What is indisputable is the power of Jesus' message. Although the Romans at first persecuted Christians, Emperor Constantine later embraced Christianity, in 313 A.D. Thereafter, the message spread with the Roman Empire. That is the beginning of another story, and one that continues to this day.

Words to Know

* apostle: one sent on a mission; followers of Jesus.

* fundamentalist: believing in strict interpretations of religious writings.

* Gospel: Greek for"good story" or "good news"; the hooks that tell the story of Jesus.

* heresy: false or evil teaching.

* Messiah: Hebrew for "anointed one," which Christians believe Jesus to have been.

* parable: a short story with a moral.

* persecute: to continually treat in a cruel or unjust way.

Christian Sects

Who is a Christian?

The term Christian covers an enormous range of believers around the world. Here are just the three major categories.

Roman Catholic

The Church of Rome. When Emperor Constantine embraced Christianity in the 4th century, the institution of the Church grew with the Roman Empire. Catholics still look to Rome and the Church's leader, the Pope. The largest established religion, it is embraced by nearly one fifth of all people.


Also called Eastern or Greek Orthodox. Originally based in Constantinople (today Istanbul, Turkey), Orthodox leaders split from Rome in 1054. Their differences were political and cultural as much as religious. The Church spread through Eastern Europe, Asia, and Africa, developing into many national versions, such as the Coptic Church of Egypt.


Protestantism developed in 16th-century Europe through a movement called the Reformation. Leaders such as Martin Luther split with Rome, preaching a return to practices of the original Christians. Today, Protestant groups include Episcopalians, Lutherans, Baptists, and many independent Evangelical churches, especially in the U.S.

Under the Rubble: the Oldest Church?

A prisoner in the northern Israeli town of Megiddo recently came upon an important fragment of Christian history. While removing rubble from the grounds of a prison ward, the inmate uncovered portions of a mosaic depicting fish (see photo), a symbol used by early Christians. Historians think the mosaic may be part of the oldest archaeological remains of a church in the Holy Land, i dating from about the 3rd century A.D. If SO, the remains could provide clues about the history of early Christians.


Students should understand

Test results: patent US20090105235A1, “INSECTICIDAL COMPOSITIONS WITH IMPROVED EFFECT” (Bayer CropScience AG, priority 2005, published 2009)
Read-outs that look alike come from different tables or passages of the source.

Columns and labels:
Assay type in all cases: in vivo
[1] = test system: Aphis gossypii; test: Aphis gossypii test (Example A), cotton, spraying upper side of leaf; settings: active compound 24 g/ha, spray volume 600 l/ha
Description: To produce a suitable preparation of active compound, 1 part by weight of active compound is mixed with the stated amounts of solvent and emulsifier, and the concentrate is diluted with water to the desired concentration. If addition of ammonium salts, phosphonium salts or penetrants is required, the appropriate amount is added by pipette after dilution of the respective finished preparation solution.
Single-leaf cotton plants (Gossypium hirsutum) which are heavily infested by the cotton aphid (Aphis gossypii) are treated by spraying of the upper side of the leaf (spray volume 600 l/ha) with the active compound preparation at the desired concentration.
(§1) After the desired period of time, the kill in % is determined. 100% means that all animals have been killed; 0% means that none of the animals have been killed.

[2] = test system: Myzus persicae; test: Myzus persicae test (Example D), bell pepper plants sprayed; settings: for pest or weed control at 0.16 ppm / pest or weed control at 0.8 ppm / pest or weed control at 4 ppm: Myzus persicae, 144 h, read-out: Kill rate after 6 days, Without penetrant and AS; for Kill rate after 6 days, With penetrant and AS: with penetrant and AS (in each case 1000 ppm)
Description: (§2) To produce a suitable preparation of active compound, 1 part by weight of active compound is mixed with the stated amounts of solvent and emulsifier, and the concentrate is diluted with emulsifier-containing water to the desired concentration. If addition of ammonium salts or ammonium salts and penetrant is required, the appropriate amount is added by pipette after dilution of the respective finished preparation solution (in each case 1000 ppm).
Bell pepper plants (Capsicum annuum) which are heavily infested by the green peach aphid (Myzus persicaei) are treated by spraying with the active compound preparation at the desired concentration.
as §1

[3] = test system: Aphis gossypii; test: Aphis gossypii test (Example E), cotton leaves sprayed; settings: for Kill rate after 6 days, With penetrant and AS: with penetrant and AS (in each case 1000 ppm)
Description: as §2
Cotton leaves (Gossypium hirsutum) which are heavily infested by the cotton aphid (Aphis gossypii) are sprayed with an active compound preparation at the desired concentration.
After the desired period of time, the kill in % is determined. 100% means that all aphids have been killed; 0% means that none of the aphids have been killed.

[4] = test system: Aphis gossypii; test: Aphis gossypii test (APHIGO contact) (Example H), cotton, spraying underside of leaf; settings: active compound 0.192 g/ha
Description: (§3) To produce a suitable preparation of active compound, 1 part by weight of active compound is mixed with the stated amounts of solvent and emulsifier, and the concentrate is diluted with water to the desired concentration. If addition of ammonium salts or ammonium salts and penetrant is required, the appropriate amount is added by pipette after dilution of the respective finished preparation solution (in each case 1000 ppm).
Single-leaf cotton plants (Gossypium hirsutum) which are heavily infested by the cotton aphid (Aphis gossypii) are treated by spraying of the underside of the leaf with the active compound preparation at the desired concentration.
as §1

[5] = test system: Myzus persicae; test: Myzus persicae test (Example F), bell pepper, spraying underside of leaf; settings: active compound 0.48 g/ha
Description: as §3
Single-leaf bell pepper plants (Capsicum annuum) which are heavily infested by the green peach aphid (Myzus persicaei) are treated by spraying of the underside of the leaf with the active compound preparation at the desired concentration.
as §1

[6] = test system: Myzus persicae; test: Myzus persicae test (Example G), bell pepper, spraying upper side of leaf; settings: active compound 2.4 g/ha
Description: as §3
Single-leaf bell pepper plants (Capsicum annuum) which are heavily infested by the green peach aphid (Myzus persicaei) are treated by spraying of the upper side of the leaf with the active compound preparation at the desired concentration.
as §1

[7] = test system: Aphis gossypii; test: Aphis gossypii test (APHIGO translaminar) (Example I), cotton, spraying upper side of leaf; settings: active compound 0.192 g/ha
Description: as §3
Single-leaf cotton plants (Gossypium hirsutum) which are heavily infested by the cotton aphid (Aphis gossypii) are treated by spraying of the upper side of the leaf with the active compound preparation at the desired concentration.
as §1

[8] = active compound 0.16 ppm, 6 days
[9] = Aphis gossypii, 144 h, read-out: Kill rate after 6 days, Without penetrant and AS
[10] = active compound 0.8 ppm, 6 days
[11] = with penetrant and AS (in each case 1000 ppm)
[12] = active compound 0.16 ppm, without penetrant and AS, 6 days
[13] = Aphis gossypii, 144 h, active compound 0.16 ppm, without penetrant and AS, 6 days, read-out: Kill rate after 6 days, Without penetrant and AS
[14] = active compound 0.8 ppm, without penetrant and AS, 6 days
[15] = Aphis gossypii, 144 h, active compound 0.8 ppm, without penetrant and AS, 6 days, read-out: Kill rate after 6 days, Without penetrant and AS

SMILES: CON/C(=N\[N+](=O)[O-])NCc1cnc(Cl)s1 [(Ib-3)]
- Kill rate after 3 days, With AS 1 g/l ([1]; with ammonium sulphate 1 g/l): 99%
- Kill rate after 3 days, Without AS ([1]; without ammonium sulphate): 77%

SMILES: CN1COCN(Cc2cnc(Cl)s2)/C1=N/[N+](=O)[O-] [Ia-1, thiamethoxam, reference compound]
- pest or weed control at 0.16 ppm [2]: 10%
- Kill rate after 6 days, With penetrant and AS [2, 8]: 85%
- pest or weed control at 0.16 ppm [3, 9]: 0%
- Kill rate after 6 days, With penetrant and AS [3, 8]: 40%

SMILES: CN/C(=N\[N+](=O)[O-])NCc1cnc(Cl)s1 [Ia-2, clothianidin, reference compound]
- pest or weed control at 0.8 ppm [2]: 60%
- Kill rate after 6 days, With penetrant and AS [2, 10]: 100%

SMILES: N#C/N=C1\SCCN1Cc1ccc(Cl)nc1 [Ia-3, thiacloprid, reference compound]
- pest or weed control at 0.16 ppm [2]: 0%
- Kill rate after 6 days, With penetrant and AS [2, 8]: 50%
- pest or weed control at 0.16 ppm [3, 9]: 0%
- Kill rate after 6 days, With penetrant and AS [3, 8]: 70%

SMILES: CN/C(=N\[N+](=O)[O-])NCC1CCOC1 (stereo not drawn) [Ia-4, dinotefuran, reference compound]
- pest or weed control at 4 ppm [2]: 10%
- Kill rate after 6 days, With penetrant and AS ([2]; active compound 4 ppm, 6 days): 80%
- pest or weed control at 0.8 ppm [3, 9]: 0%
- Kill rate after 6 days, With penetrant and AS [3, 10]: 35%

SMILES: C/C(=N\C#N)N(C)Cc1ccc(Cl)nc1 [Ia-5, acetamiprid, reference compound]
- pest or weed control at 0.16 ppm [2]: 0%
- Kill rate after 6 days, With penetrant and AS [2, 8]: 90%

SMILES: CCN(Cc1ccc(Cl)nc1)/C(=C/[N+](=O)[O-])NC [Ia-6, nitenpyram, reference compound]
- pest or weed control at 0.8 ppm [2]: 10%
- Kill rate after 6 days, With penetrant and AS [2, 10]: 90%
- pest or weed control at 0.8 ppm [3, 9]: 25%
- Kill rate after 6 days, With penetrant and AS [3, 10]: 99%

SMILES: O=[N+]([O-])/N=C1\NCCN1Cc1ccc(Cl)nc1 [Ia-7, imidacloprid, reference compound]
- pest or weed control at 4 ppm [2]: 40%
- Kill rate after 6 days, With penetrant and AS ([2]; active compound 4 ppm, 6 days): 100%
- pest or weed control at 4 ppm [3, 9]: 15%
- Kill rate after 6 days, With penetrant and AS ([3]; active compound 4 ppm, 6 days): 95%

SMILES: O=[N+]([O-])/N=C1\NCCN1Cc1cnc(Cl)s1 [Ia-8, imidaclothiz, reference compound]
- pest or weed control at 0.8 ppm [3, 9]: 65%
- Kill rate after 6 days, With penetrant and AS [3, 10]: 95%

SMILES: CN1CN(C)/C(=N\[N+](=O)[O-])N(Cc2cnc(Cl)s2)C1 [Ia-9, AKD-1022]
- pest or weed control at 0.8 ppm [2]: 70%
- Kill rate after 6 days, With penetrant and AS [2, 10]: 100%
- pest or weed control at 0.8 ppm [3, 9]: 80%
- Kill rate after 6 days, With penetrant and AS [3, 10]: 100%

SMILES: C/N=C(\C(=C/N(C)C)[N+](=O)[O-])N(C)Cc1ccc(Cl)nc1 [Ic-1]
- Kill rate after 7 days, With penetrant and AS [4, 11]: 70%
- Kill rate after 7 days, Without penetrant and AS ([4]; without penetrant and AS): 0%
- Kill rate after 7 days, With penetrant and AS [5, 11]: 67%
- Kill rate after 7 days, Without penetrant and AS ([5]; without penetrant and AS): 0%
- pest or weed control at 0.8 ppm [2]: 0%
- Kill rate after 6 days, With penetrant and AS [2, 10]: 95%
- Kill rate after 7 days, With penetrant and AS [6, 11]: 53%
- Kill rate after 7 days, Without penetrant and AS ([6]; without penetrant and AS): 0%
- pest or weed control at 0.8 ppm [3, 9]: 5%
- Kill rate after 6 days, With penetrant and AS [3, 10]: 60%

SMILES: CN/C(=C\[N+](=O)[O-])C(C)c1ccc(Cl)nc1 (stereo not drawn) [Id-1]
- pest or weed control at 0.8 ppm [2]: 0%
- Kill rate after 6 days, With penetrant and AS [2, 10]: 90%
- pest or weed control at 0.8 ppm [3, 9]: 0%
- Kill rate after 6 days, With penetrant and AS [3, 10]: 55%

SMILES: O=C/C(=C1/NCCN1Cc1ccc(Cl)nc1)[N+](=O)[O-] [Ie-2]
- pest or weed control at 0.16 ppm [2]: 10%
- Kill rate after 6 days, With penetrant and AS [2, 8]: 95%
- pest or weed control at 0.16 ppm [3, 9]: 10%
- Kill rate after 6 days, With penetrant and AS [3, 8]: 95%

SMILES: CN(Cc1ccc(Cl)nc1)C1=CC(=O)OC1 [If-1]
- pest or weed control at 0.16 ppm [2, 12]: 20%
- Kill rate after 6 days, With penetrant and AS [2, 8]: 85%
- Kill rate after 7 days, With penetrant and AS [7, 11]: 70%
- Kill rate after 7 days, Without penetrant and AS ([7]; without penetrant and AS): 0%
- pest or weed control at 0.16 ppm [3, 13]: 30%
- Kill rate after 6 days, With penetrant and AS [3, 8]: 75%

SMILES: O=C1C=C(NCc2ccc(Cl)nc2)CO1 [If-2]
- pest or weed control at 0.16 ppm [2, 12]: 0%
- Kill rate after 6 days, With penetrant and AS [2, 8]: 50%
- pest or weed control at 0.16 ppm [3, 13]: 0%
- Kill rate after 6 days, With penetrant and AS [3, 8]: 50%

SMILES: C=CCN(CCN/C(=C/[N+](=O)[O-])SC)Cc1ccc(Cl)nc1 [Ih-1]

* who Jesus Christ was, historically.

* what the roots of Christianity were.


anoint: literally, to apply oil to a person as a sacred rite; done to kings and priests of ancient Israel.


The only significant historical source outside the New Testament we have for Jesus' life is from Flavius Josephus, a Jewish historian born around 37 A.D. Josephus's own story is fascinating: A Pharisee, he was the military commander of Galilee who defended vainly against Roman attack during the Jewish uprising of 67 A.D., and then became a Roman collaborator, in his book The Antiquities of the Jews, Josephus made two brief references to Jesus. The longer one acknowledged Jesus' life, his teaching, the circumstances of the Crucifixion, and reports of the Resurrection. Scholars believe that parts of this were later tampered with by Christians. We have no evidence to suggest Josephus ever became a Christian.


RECALLING DETAILS: Almost everything we know about Jesus comes from what? (New Testament Gospels credited to Matthew, Mark, Luke, and John)

COMPREHENSION: The fundamentalist Pharisees of Jesus' time bitterly opposed the Sadducees, who were what? (a priestly class)


MAKING COMPARISONS: Have students do general research on the basics of Judaism and Islam, and compare and contrast them with the teachings of Jesus in the New Testament. Then discuss: What concepts do the three have in common? Where do they differ?



* Individuals, groups, and institutions: How Christianity, the dominant religion in the world today, began.

* Culture: How beliefs influence human behavior.



* Wilkinson, Philip, Christianity (DK Publishing, 2003). Grades 5-8.

* Ries, Julien, The First Centuries of Christianity (Chelsea House, 2001). Grades 6-12.


* History for Kids: Christianity

* National Geographic's Science of the Bible

Your Turn

1. apostle A. a story with a message

2. gospel B. what Christians believe
 Jesus to have been

3. heresy C. one who followed Jesus

4. Messiah D. good story or good news

5. parable E. false or evil teaching

1. C

2. D

3. E

4. B

5. A


1. What message did Jesus preach to His followers?

2. Why do you think Jesus' teachings are still with us today?

* Write the letter of the correct answer on the line before each question.

-- 16. Jesus was born to which faith?

A. Christianity

B. Islam

C. Judaism

17. Jesus grew up in which Roman-controlled part of Judea?

A. Galilee

B. Samaria

C. Gaza

-- 18. Which of these are New Testament books known as the Gospels?

A. John, Paul, and Benedict

B. Mark, Luke, Thomas, and Paul

C. Matthew, Mark, Luke, and John

-- 19. Which of these was one of the most hated figures in Roman-occupied Judea?

A. day laborer

B. tax collector

C. warrior

-- 20. Jesus often expressed his teachings in the form of what?

A. booklets

B. parables

C. riddles

16. C

17. A

18. C

19. B

20. B

1. True or False? The story of Jesus is told in the Old Testament. (false; New Testament)

2. In the time of Jesus, Judea was an area occupied by which empire? (Roman)

3. The Books of Matthew, Mark, Luke, and John are known as what? (the Gospels)

4. The word Christ comes from a Greek translation of a word meaning what? (Messiah)

5. What does A.D. stand for and what do the words mean? (Anne Domini; "year of the Lord")

6. Name the city that was Galilee's capital in Jesus' time. (Sepphoris)
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Author:Brown, Bryan
Publication:Junior Scholastic
Geographic Code:7ISRA
Date:Dec 12, 2005